There are at least five ways in which women and girls are disproportionately affected by these response measures by both the federal and state governments, particularly the lockdowns.
To start with, an estimate of 89% of women in Sub-Saharan Africa are employed in the informal sector. Think of street vendors, contract domestic workers, home-based garment makers, etc. In Nigeria, the informal sector suffers the double disadvantage of being highly vulnerable to the impact of the lockdowns and social distancing and being excluded from the governments’ economic stimulus packages. On March 26, the CBN announced a N50 billion Targeted Credit Facility (TCF) stimulus package to support households and micro, small and medium enterprises (MSMEs) particularly affected by the COVID-19 pandemic including but not limited to. However, it only cites hoteliers, airline service providers, health care merchants and the like as beneficiaries of this package. It makes no mention of how this stimulus package will benefit households or enterprises that run in the informal sector. Even with the current partial lockdowns in many parts of the country, there is significant economic slowdown. Already under normal circumstances women informal workers face food and income insecurity, as well as difficulty accessing health care and child-care. Furthermore, security measures to ensure the lockdown disproportionately affects informal workers who are moved by financial peril to disregard the orders because they have no economic protection from employers or the government. Women working in the informal sector are further exposed to security threats, loss of their livelihoods and income to meet basic needs.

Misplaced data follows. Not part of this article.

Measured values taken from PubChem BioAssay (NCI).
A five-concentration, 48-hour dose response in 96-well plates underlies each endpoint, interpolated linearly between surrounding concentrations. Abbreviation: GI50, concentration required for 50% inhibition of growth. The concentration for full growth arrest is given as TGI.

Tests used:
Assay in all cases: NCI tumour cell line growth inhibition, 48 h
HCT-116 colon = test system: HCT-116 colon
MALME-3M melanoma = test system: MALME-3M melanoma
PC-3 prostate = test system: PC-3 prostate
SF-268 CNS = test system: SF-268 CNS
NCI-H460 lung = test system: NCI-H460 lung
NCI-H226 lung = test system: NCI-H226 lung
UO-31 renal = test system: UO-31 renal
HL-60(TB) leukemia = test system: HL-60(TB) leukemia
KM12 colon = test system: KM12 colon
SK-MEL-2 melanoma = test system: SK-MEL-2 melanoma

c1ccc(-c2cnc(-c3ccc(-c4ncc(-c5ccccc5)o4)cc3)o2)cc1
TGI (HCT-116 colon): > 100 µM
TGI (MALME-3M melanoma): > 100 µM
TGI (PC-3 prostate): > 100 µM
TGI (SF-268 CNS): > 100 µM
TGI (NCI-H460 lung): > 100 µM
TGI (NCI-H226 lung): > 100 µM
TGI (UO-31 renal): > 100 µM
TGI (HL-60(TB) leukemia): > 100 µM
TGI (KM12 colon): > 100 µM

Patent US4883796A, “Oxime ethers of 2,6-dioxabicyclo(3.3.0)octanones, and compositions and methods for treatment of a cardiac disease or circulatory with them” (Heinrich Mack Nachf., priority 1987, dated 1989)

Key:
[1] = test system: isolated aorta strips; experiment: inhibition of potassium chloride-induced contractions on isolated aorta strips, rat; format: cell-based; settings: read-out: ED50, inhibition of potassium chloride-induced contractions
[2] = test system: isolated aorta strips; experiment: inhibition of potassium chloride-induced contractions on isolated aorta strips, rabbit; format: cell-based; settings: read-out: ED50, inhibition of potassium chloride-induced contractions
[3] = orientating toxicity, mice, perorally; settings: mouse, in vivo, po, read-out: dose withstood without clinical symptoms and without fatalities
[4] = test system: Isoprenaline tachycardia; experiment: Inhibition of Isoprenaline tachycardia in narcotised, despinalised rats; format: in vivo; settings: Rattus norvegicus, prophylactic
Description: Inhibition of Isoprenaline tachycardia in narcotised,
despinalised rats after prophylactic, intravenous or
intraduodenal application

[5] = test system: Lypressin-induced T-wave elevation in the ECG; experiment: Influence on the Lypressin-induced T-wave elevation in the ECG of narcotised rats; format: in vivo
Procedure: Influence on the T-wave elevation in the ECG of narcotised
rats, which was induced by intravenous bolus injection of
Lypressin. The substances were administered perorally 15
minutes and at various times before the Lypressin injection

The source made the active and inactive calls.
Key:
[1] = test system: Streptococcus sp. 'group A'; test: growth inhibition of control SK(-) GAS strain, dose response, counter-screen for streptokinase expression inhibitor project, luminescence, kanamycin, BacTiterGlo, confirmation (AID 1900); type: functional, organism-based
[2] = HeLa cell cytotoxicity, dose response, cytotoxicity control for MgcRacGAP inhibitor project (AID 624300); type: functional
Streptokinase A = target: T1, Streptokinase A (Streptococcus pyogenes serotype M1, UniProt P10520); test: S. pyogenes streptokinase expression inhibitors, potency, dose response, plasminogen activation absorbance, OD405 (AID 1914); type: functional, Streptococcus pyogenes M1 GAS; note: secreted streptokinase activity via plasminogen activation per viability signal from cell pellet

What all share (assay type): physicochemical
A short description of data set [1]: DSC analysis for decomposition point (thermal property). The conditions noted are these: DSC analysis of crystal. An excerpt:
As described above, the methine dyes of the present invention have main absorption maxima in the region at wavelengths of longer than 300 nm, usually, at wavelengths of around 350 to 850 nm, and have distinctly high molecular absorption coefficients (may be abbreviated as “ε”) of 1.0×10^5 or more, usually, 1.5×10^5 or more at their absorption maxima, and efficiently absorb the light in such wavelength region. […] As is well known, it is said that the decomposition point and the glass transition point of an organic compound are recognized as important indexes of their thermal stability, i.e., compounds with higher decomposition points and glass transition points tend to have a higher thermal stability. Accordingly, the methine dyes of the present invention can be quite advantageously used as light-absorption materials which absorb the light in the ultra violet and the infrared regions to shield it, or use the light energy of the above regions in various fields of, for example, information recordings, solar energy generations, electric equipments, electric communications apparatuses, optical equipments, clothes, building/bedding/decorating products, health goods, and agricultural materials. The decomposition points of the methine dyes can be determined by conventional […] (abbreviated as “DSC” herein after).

Two. With ‘stay at home’ orders put in place now, the home has now become a site of increased activity and responsibility which would fall on women who are already tasked with greater responsibility over domestic affairs in Nigeria. The lockdown has also meant that the responsibility for young children during work/school hours has shifted back to parents (women to be precise, in Nigerian homes than not). More so, women working in sectors that are exempt from the stay at home order are faced with an additional conundrum in the absence of mitigating measures such as emergency or parental (paid) leave policies during school closures. Even when the pandemic is over, the responsibility for health impacts on individuals especially children will more likely fall on women. During the Ebola epidemic for example, rates of childhood vaccinations declined and later when children contracted preventable diseases, their mothers had to take time off to work.